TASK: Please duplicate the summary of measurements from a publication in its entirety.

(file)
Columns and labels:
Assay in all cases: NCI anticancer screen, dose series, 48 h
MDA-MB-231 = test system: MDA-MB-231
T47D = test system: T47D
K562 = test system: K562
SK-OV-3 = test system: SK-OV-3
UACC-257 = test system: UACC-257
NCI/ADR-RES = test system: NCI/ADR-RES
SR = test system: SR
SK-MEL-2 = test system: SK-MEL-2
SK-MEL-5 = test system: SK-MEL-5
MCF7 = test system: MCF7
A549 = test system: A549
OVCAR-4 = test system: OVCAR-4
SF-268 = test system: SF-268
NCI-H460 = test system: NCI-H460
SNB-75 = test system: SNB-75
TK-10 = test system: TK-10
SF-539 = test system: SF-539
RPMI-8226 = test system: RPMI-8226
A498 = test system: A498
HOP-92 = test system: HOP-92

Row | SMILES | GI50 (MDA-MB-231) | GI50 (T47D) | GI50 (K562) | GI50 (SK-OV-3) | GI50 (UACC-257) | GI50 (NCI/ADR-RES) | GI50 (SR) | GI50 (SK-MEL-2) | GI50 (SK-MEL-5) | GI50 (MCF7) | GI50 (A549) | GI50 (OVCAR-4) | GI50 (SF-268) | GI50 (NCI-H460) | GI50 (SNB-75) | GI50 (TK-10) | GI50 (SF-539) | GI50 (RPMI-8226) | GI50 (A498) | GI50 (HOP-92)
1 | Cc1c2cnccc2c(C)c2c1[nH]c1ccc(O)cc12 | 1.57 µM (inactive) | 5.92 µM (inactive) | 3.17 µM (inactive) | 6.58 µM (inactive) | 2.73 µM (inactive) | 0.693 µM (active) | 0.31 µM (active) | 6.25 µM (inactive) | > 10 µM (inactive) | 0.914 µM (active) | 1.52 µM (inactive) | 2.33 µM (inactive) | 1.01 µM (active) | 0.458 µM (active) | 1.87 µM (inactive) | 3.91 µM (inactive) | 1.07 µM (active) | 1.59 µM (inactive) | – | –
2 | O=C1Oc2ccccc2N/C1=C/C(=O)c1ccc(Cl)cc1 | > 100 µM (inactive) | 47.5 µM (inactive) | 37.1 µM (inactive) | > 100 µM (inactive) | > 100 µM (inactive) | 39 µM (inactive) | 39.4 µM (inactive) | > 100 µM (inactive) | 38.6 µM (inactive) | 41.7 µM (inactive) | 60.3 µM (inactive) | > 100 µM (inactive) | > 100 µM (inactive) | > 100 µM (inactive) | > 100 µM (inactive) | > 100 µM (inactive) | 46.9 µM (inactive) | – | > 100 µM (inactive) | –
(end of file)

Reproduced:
Columns and labels:
Assay in all cases: NCI anticancer screen, dose series, 48 h
MDA-MB-231 = test system: MDA-MB-231
T47D = test system: T47D
K562 = test system: K562
SK-OV-3 = test system: SK-OV-3
UACC-257 = test system: UACC-257
NCI/ADR-RES = test system: NCI/ADR-RES
SR = test system: SR
SK-MEL-2 = test system: SK-MEL-2
SK-MEL-5 = test system: SK-MEL-5
MCF7 = test system: MCF7
A549 = test system: A549
OVCAR-4 = test system: OVCAR-4
SF-268 = test system: SF-268
NCI-H460 = test system: NCI-H460
SNB-75 = test system: SNB-75
TK-10 = test system: TK-10
SF-539 = test system: SF-539
RPMI-8226 = test system: RPMI-8226
A498 = test system: A498
HOP-92 = test system: HOP-92

Row | SMILES | GI50 (MDA-MB-231) | GI50 (T47D) | GI50 (K562) | GI50 (SK-OV-3) | GI50 (UACC-257) | GI50 (NCI/ADR-RES) | GI50 (SR) | GI50 (SK-MEL-2) | GI50 (SK-MEL-5) | GI50 (MCF7) | GI50 (A549) | GI50 (OVCAR-4) | GI50 (SF-268) | GI50 (NCI-H460) | GI50 (SNB-75) | GI50 (TK-10) | GI50 (SF-539) | GI50 (RPMI-8226) | GI50 (A498) | GI50 (HOP-92)
1 | Cc1c2cnccc2c(C)c2c1[nH]c1ccc(O)cc12 | 1.57 µM (inactive) | 5.92 µM (inactive) | 3.17 µM (inactive) | 6.58 µM (inactive) | 2.73 µM (inactive) | 0.693 µM (active) | 0.31 µM (active) | 6.25 µM (inactive) | > 10 µM (inactive) | 0.914 µM (active) | 1.52 µM (inactive) | 2.33 µM (inactive) | 1.01 µM (active) | 0.458 µM (active) | 1.87 µM (inactive) | 3.91 µM (inactive) | 1.07 µM (active) | 1.59 µM (inactive) | – | –
2 | O=C1Oc2ccccc2N/C1=C/C(=O)c1ccc(Cl)cc1 | > 100 µM (inactive) | 47.5 µM (inactive) | 37.1 µM (inactive) | > 100 µM (inactive) | > 100 µM (inactive) | 39 µM (inactive) | 39.4 µM (inactive) | > 100 µM (inactive) | 38.6 µM (inactive) | 41.7 µM (inactive) | 60.3 µM (inactive) | > 100 µM (inactive) | > 100 µM (inactive) | > 100 µM (inactive) | > 100 µM (inactive) | > 100 µM (inactive) | 46.9 µM (inactive) | – | > 100 µM (inactive) | –